1. Are my symptoms related to the coronavirus?
The symptoms of the coronavirus are similar to other illnesses, including the common cold or flu. These can include a headache, cough, sore throat, shortness of breath and a high temperature.
With this in mind, it is very unlikely that you have contracted the coronavirus unless you have been in close contact with someone who has a confirmed case of the virus. It is also unlikely unless you have visited a country or area with a high risk or the coronavirus in the last 14 days.
2. Someone at school, university or work has recently returned from China, what should I do?
People should continue to go to school, university or their place of work as normal.
Only those who have a confirmed case of the coronavirus, have been in contact with someone who has the coronavirus or have visited a country or area with a high risk of the coronavirus are advised to stay at home.
3. Can younger people contract the coronavirus or does it only affect older people?
Individuals of all ages are at risk of contracting the coronavirus. Infants, the elderly and people with a pre-existing medical condition (such as asthma, diabetes or heart disease) are at risk becoming severely ill with the coronavirus.
People should follow simple hygiene instructions to stop the virus from spreading, by coughing and sneezing into a tissue and disposing of it straight away, as well as washing their hands with soap and water.
4. How can I slow the spread of the coronavirus?
Wash your hands more often than usual, whenever you return home from work, blow your nose, sneeze or cough, eat or handle food. It is paramount that you use soap and water or a hand sanitizer to prevent it from spreading between surfaces that you subsequently touch.
5. Is there a vaccine for the coronavirus?
The virus is so new and different to viruses that have preceded this one, that there is currently no vaccine for the coronavirus (Covid-19). As a result everyone is being advised to undertake simple hygiene measures, as well as avoid people who are unwell to slow viruses, such as the coronavirus, from spreading.
6. Should I avoid public transport, mass gatherings, or places and events with large crowds?
As it stands, you only need to stay away from public places or events with large crowds if the government or NHS has advised you to.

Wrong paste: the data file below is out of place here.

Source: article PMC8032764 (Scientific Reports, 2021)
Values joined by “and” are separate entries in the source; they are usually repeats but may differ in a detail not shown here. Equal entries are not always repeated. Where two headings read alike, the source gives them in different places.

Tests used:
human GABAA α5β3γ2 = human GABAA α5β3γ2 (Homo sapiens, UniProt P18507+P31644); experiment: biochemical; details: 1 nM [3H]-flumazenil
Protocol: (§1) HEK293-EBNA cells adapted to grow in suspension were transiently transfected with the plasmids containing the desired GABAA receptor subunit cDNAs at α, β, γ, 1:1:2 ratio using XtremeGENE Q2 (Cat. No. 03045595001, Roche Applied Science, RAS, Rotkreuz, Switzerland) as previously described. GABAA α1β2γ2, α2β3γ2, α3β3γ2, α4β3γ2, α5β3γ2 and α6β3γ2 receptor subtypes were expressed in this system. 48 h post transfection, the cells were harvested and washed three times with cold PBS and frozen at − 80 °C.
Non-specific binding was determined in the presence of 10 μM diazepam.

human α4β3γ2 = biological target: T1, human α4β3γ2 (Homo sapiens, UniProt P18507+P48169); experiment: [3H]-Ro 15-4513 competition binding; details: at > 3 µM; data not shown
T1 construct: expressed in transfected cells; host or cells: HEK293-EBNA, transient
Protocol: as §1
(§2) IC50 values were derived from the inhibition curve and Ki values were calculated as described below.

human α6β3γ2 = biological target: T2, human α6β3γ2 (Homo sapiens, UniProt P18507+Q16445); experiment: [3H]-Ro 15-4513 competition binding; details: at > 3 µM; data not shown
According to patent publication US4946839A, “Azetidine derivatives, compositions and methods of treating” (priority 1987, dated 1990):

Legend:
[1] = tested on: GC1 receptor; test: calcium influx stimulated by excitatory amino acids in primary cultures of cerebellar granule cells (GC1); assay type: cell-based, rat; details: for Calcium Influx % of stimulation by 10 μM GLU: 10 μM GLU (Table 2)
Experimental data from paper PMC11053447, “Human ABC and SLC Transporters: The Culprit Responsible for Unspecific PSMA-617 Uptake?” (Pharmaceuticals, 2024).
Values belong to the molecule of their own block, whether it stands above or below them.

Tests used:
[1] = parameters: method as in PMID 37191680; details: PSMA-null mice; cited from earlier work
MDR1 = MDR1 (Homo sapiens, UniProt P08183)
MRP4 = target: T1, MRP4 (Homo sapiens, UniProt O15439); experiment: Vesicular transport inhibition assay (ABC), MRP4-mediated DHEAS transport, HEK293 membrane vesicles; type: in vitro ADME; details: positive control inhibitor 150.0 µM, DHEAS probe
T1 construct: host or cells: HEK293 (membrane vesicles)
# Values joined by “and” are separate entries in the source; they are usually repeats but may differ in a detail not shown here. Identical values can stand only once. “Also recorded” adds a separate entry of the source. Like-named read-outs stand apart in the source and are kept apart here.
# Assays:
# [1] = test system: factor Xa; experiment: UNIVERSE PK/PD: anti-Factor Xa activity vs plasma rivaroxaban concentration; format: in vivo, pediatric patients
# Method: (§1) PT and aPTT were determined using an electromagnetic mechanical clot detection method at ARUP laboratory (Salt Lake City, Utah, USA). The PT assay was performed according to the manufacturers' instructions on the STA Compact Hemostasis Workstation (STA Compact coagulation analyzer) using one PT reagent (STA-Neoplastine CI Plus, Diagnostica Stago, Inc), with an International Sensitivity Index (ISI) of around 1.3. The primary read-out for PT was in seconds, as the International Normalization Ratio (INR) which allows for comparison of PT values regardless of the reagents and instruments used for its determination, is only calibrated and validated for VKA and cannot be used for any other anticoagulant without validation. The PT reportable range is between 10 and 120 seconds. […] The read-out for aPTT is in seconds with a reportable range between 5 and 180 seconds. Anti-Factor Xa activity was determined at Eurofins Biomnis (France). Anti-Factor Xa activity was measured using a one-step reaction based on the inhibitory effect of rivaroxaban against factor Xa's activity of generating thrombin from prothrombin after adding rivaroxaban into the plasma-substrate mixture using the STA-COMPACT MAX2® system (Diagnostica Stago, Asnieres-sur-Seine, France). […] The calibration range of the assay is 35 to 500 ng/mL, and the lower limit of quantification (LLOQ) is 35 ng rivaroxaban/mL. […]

7. Can I catch the coronavirus from mail or parcels from China or other affected countries?
There is currently no evidence that the corona virus can be caught from parcels or letters.
8. Can I contract the coronavirus from food or takeaways?
There is currently no evidence to suggest that you can catch the coronavirus from food. However, it is always a good idea to wash your hands with soap and water before and after you prepare or eat food.
9. Can I get tested for the coronavirus?
Tests for the coronavirus are only carried if there is a high chance you have the illness. This may be because you are showing the symptoms after being in close contact with someone with a confirmed case of the virus or have travelled to a country that has a large record of people with the coronavirus.
10. What happens if a health professional thinks I have the coronavirus?
If the health protection team believe that you have contracted the coronavirus, samples of mucus from your nose, throat or lungs, blood and faecal matter will be taken away for testing. In the meantime, it is strongly advised that you isolate yourself from other people until it has been confirmed.
WINNS has experience in dealing with controlling an infection from inside hospital theatres to catering establishments in the workplace. We comprehensively train, monitor and assist each of our cleaners to ensure any work undertaken is carried out to the highest standards.
To find out more about the Coronavirus and how we can help, do not hesitate to contact us.